Meanwhile, The University of Michigan, discontent with Lloyd Carr's regular double digit win seasons, blew up their entire program to replace him with spread offense guru Rich Rodriguez. Only then did they realize they made a mistake and fired Rodriguez to bring in Brady Hoke, a Lloyd Carr clone.

Unfortunately for Michigan fans, and as anyone who saw the Michael Keaton movie Multiplicity knows, every clone is slightly duller and slower than the original. Brady Hoke didn't have the ability to beat his biggest rivals, or even find a set of working headphones to let him communicate with his coordinators.

Just as the Big Ten's lean years were caused by some coaching scandals and blunders, the conference's resurgence is being led by a new class of highly regarded coaches.

Urban Meyer became the unquestioned king of college football after leading Florida to two National Championships in just six seasons before his feigned retirement allowed him to come back to coach at his alma mater, Ohio State.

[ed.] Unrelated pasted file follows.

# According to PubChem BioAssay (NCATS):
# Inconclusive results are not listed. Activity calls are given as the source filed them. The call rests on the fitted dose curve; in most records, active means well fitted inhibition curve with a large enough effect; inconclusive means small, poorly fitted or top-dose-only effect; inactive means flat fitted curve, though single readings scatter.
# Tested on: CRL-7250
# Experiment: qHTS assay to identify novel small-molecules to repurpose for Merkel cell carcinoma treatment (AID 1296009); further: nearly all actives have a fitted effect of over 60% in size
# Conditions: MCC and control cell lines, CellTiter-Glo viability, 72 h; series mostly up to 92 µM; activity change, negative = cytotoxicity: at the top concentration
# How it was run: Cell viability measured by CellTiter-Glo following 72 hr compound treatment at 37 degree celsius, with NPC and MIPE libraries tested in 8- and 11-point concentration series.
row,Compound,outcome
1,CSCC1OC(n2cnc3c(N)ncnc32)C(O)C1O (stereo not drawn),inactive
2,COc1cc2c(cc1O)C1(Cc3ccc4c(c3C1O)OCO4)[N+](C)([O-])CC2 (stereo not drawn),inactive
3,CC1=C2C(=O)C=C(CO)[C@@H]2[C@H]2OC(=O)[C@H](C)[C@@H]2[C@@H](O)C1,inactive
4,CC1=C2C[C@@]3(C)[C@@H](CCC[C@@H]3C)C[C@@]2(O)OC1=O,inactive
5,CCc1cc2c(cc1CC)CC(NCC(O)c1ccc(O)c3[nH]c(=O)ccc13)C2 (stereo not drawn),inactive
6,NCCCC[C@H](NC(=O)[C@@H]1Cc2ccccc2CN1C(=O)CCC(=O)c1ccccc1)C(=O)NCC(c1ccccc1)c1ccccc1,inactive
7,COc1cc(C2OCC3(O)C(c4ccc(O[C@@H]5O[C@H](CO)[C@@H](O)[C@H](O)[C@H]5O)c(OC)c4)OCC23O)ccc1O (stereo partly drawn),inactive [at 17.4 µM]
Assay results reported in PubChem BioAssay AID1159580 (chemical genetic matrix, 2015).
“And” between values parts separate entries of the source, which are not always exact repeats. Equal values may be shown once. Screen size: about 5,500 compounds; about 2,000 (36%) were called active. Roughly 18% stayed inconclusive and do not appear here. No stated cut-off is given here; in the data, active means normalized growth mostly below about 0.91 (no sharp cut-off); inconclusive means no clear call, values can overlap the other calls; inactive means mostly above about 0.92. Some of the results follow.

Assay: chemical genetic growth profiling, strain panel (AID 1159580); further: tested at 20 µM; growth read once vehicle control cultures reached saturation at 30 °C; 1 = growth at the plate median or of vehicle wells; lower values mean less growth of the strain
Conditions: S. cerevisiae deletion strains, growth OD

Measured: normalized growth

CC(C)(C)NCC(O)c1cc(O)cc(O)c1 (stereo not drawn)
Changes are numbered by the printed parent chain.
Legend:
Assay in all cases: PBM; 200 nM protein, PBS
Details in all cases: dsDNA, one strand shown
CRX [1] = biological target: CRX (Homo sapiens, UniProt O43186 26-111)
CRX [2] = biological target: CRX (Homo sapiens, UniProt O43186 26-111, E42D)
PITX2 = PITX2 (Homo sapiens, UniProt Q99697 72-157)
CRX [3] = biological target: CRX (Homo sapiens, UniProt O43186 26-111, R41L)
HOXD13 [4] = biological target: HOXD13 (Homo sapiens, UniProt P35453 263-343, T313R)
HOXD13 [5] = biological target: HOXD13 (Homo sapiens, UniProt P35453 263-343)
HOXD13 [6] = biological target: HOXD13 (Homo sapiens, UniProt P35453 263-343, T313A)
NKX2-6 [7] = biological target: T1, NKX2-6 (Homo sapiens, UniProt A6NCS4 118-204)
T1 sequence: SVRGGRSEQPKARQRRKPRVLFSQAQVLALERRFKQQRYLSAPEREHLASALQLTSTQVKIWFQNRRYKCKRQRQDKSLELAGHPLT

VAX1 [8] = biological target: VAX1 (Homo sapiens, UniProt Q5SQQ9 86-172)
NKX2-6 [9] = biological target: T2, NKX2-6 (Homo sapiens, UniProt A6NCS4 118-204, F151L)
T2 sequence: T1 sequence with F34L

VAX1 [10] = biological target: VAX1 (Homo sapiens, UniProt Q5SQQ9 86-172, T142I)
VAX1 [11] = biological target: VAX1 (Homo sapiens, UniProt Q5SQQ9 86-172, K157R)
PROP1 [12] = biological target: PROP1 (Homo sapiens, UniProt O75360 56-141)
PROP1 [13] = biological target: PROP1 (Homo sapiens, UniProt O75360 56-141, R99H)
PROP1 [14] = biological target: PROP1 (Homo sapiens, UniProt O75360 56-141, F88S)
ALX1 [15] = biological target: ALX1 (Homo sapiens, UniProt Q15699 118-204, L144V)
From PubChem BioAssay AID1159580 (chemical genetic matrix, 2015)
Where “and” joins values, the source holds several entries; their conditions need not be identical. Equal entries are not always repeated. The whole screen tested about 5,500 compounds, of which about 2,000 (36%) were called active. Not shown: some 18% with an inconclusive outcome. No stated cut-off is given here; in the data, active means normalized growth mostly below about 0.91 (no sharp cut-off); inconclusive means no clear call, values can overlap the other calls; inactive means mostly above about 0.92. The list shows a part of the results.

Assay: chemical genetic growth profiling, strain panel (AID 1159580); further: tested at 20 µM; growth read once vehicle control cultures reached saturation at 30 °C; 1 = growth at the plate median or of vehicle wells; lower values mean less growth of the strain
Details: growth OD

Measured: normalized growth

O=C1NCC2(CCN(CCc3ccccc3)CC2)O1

Not surprisingly, last year Meyer guided the Buckeyes to a National Championship in just his third season in Columbus.

Things are also looking up in Happy Valley after Bill O'Brien decided to bolt from Penn State due in part to what turned out to be some of the NCAA's harshest sanctions in years.

And just as it looked like the NCAA had finally flexed their muscle and brought down a traditional football power, they took a page out of Roger Goodell's playbook and arbitrarily reduced Penn State's punishment with no real precedent or reasoning, reminding us all why we'd quit our fantasy football leagues if they were run by either Goodell or NCAA President, Mark Emmert.

Sure enough, with Penn State's sanctions being erased and phased out by 2016, their job once again became an attractive position, which allowed the Nittany Lions to poach James Franklin away from Vanderbilt, who became a hot commodity after he transformed what was once a regular doormat into a bowl contender in the powerful SEC.

And no program has generated more buzz this offseason than Michigan by bringing their once ostracized ex-quarterback, and now revered coach Jim Harbaugh back to Ann Arbor where he single handedly made the "dad bod" sexy, even if some of his former star players like Richard Sherman have a "Passionate hate" for the man.